Hindenburg, 85 years old at the time, spoke for just a few minutes, expressing his pleasure that all had finally managed to come together to form a coalition. Then he turned the floor over to Hitler, and nodded in appreciation as the new chancellor promised to uphold the constitution and govern for the good of the nation. It was Monday, Jan. 30, 1933 -- exactly 75 years ago -- and Hitler had finally reached his goal.

It was a moment Hitler had been working towards for years. Having joined the small German Workers Party in the autumn of 1919, the young World War I veteran -- originally from the Austrian border town of Braunau am Inn -- worked ceaselessly to transform the small group of conservative agitators into a national political force. Relying on a mix of nationalist demagoguery, vicious anti-Communism and virulent anti-Semitism -- topped off with an unceasing flood of invective aimed at the Treaty of Versailles -- Hitler rode a wave of street popularity he hoped would help him overthrow the Berlin government.

His first attempt, in November 1923, would fail in a hail of bullets in Munich -- the so-called Beer Hall Putsch. Yet even though the Weimar Republic -- the democratic regime which emerged out of Germany's post-World War I chaos -- managed to stabilize the country both politically and economically in the mid-1920s, Hitler's Nazis would get a second chance.

From today's perspective, it is tempting to pin the blame for Hitler's eventual rise to power on the great New York stock market crash of 1929, an event which put millions of German workers out of a job. Others point to the onerous conditions placed on Germany by the Treaty of Versailles, which required Germany to accept responsibility for starting World War I and forced Berlin to pay 132 billion goldmarks in war reparations. Still others argue that Germany's history somehow made the country predestined for the kind of murderous dictatorship that Hitler's reign became.

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The NSDAP got most of its support in the July 1932 election in northern Germany.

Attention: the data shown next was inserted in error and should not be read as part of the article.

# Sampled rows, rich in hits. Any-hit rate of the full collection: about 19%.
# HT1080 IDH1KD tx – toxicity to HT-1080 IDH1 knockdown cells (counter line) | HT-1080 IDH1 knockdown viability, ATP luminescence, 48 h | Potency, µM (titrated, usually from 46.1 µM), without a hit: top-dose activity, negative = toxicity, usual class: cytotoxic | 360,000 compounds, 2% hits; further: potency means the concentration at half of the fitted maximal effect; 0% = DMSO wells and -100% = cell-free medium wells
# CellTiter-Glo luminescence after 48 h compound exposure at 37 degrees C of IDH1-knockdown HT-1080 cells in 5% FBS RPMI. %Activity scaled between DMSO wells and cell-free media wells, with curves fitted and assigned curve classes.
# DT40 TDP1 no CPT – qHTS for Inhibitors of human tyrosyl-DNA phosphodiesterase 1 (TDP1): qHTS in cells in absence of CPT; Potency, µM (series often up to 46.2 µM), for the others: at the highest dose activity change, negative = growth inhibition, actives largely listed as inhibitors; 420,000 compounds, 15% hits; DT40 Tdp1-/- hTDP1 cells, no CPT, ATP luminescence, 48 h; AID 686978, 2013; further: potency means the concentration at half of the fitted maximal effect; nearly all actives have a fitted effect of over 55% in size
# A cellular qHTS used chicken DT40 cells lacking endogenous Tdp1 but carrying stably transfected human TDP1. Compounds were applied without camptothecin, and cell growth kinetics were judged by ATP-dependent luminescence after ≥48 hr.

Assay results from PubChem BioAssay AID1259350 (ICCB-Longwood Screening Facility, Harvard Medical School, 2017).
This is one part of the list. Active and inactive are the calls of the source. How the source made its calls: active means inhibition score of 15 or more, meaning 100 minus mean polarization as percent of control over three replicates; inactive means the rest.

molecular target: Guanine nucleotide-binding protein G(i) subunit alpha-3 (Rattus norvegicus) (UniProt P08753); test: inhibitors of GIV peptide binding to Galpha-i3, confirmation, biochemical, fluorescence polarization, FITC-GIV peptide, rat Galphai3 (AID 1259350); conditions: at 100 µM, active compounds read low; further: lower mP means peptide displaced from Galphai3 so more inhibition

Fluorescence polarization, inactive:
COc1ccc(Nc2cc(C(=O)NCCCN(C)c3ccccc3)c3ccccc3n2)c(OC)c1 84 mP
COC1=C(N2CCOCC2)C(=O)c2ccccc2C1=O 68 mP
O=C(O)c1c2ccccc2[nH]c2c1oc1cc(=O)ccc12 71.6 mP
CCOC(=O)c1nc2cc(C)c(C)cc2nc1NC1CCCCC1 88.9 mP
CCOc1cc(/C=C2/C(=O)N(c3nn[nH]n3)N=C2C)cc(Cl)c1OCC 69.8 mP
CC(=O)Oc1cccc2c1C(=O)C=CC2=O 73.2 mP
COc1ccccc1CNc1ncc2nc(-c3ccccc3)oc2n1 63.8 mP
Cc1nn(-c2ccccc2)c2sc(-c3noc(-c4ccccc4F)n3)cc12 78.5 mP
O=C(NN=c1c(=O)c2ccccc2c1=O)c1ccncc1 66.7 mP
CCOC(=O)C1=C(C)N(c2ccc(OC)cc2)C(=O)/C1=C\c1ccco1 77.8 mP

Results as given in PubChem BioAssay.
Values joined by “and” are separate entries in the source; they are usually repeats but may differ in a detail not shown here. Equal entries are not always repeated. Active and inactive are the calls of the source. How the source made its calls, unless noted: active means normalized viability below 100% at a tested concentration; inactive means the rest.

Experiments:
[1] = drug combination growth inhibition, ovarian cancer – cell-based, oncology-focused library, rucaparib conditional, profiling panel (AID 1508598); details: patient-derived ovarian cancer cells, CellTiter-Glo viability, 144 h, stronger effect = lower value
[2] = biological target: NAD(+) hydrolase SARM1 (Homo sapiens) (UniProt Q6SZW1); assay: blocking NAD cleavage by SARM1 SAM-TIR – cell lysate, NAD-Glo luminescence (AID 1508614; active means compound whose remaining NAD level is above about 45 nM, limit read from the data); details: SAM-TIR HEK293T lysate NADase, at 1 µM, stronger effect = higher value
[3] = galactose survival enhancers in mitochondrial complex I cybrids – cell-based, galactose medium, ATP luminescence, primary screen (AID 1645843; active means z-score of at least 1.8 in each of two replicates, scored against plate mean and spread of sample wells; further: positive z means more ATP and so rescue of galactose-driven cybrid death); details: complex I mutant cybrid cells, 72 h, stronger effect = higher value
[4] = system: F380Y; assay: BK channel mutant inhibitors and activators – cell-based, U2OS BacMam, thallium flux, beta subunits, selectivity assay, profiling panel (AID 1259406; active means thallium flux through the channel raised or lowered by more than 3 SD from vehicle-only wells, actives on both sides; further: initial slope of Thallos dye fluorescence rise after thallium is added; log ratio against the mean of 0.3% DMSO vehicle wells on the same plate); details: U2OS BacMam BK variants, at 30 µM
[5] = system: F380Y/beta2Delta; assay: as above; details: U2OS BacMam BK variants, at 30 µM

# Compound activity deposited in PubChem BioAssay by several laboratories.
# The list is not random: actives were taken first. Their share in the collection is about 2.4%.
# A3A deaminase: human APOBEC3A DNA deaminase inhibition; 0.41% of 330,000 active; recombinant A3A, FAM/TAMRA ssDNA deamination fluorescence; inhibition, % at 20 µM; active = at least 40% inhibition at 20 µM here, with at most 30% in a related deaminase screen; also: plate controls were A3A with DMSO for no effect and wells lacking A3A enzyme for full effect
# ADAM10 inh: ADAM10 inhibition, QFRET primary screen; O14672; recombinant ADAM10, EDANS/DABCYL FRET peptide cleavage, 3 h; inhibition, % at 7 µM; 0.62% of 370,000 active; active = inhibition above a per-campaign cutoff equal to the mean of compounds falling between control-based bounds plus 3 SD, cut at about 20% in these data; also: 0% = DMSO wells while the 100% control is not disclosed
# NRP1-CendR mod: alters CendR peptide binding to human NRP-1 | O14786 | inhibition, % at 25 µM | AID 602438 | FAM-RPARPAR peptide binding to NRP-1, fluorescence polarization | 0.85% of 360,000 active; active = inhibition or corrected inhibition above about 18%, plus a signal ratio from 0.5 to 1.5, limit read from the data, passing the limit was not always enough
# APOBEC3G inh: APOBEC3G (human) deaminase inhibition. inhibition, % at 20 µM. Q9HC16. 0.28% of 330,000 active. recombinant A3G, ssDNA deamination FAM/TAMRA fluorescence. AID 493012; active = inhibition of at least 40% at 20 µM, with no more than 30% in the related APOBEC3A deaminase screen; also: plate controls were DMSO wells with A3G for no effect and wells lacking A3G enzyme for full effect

Entire libraries have been filled with books attempting to explain how a once-homeless failed artist could have launched a war machine that eventually resulted in 60 million dead, and a death machine that killed 6 million in the Holocaust's gas chambers. More are certainly to come. The rise of the Nazis defies any simple narrative, coming as it did out of a myriad of interlacing events, ideologies and historical accidents.

One thing, however, is clear. Nazi Germany, and the flood of destruction it unleashed on Germany, Europe and the world, was far from inevitable.

The ill-fated Weimar Republic emerged from post-war chaos that verged on civil war. German soldiers, defeated on the battlefield, returned home only to be sent into skirmishes against communist revolutionaries. Right-wing monarchists and conservative anti-leftists in the military, judiciary and bureaucracy saw to it that little mercy was shown. Over 1,000 people were killed in the fighting, with Hitler's adopted home of Munich seeing a revolving door of bright red governments that only ended when a local paramilitary force combined forces with a federal army unit to brutally put down the red threat. A number of future Nazis took part in the slaughter, and the political climate in Germany remained poisoned for years.

But stability remained elusive. The Weimar Republic's constitution made it almost inevitable that governments would have a short shelf life, and in the 14 years of the republic, fully 20 different governments would rule. But even still, the infant German democracy had a chance.